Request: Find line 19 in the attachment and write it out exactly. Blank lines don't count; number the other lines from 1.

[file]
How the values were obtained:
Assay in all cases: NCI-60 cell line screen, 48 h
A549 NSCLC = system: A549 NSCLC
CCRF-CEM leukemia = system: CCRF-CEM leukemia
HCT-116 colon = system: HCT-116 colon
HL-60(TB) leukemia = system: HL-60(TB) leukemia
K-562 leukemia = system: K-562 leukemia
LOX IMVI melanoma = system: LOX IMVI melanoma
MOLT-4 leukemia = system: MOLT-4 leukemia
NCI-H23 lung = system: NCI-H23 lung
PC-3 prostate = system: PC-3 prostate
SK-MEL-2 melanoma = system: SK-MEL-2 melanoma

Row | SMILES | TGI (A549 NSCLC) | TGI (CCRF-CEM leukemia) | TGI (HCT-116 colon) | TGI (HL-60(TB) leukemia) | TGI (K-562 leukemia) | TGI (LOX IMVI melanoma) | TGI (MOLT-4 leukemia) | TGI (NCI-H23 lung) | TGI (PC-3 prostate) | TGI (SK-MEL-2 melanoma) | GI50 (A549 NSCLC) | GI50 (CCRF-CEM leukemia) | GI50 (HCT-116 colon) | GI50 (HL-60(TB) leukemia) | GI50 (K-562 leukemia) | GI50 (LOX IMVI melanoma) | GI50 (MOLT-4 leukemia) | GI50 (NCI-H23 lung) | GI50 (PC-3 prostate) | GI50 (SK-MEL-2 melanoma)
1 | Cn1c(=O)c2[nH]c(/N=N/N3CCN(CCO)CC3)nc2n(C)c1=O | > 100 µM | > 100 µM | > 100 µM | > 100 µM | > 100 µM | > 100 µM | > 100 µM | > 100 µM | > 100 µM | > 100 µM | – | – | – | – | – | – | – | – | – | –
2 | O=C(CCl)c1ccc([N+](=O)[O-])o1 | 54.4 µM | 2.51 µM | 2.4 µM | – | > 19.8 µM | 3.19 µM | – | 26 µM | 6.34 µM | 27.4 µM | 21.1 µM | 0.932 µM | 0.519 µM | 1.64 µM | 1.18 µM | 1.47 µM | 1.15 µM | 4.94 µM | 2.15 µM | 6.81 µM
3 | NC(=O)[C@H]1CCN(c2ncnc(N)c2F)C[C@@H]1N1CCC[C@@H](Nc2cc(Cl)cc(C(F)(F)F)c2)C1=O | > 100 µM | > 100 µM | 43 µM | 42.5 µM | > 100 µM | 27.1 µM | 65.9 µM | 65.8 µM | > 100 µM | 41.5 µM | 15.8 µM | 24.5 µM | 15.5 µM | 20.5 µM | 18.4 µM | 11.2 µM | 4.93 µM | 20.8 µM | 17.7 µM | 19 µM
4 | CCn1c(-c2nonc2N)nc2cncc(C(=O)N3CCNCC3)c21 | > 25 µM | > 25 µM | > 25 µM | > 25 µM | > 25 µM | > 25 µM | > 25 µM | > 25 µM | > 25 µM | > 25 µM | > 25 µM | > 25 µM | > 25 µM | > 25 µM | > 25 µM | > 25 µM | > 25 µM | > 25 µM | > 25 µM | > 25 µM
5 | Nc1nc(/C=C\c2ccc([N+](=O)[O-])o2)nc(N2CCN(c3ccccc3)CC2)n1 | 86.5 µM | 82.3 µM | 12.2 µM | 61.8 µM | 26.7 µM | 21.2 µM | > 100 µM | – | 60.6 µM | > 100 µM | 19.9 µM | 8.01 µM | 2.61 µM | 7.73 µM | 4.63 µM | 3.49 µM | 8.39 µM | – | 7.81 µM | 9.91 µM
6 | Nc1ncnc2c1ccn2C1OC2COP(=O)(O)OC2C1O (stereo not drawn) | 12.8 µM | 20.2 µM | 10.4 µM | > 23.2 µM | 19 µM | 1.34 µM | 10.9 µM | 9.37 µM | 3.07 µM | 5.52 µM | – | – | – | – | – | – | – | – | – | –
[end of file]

6 | Nc1ncnc2c1ccn2C1OC2COP(=O)(O)OC2C1O (stereo not drawn) | 12.8 µM | 20.2 µM | 10.4 µM | > 23.2 µM | 19 µM | 1.34 µM | 10.9 µM | 9.37 µM | 3.07 µM | 5.52 µM | – | – | – | – | – | – | – | – | – | –